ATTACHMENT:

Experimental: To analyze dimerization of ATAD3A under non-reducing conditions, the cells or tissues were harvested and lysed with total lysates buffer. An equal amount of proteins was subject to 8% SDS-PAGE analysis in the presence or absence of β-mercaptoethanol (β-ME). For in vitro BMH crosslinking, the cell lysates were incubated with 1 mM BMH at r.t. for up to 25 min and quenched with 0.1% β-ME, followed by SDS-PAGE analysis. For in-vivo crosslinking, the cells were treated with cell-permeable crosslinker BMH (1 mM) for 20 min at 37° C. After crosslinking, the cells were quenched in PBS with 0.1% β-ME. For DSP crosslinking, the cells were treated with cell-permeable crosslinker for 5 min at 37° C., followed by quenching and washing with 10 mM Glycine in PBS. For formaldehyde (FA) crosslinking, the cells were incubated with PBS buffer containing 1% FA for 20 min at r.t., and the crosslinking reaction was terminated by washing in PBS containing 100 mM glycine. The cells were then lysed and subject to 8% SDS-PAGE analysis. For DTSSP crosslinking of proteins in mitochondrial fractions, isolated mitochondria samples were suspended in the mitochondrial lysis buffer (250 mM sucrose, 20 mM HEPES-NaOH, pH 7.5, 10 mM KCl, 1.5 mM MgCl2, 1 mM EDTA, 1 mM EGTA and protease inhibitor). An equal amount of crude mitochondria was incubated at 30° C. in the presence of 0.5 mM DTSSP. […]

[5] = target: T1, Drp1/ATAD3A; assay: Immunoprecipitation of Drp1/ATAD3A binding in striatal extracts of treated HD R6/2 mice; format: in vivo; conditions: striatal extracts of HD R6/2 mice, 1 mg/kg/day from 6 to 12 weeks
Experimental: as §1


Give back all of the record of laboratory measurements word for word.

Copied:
Experimental: To analyze dimerization of ATAD3A under non-reducing conditions, the cells or tissues were harvested and lysed with total lysates buffer. An equal amount of proteins was subject to 8% SDS-PAGE analysis in the presence or absence of β-mercaptoethanol (β-ME). For in vitro BMH crosslinking, the cell lysates were incubated with 1 mM BMH at r.t. for up to 25 min and quenched with 0.1% β-ME, followed by SDS-PAGE analysis. For in-vivo crosslinking, the cells were treated with cell-permeable crosslinker BMH (1 mM) for 20 min at 37° C. After crosslinking, the cells were quenched in PBS with 0.1% β-ME. For DSP crosslinking, the cells were treated with cell-permeable crosslinker for 5 min at 37° C., followed by quenching and washing with 10 mM Glycine in PBS. For formaldehyde (FA) crosslinking, the cells were incubated with PBS buffer containing 1% FA for 20 min at r.t., and the crosslinking reaction was terminated by washing in PBS containing 100 mM glycine. The cells were then lysed and subject to 8% SDS-PAGE analysis. For DTSSP crosslinking of proteins in mitochondrial fractions, isolated mitochondria samples were suspended in the mitochondrial lysis buffer (250 mM sucrose, 20 mM HEPES-NaOH, pH 7.5, 10 mM KCl, 1.5 mM MgCl2, 1 mM EDTA, 1 mM EGTA and protease inhibitor). An equal amount of crude mitochondria was incubated at 30° C. in the presence of 0.5 mM DTSSP. […]

[5] = target: T1, Drp1/ATAD3A; assay: Immunoprecipitation of Drp1/ATAD3A binding in striatal extracts of treated HD R6/2 mice; format: in vivo; conditions: striatal extracts of HD R6/2 mice, 1 mg/kg/day from 6 to 12 weeks
Experimental: as §1